With the coming harvest season, I am reminded of the practices for preserving food during World War Two. In 1943, with the war going full blast, every family tried to raise food in their own “victory gardens.” The produce of these gardens seemed so abundant questions developed on how to best preserve the extra food. In Elk River a unique program developed to provide canning services to any family in need of the service.
In June 1943, the Elk River newspaper announced the high school acquired a canning unit capable of processing 500 quarts per day. With the aid of supervisors, anyone needing access to the canning unit might preserve any food grown in their victory gardens. The unit canned in glass or tin cans. If the family used tin cans, they would be charged two cents per can.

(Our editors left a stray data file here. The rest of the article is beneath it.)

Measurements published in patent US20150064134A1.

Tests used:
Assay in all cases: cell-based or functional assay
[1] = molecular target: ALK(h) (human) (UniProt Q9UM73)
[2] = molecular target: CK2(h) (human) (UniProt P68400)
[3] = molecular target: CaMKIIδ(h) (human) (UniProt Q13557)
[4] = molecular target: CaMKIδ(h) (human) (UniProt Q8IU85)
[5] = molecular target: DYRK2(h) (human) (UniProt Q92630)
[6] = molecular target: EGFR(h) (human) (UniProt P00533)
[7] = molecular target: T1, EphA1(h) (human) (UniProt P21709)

The only shortcoming of the program concerned vandalism of victory gardens. In July, the Village Marshall posted an ad in the Elk River newspapers. He knew of several vandals destroying victory gardens. He wanted to give them an opportunity to turn themselves in before he turned these cases over to the state for prosecution. The Marshall’s tactics apparently succeeded, as the vandalism stopped, and the Elk River canning unit preserved a bumper crop of garden produce.
The canning units in Elk River serve as another example of the attitude of complete cooperation during World War Two.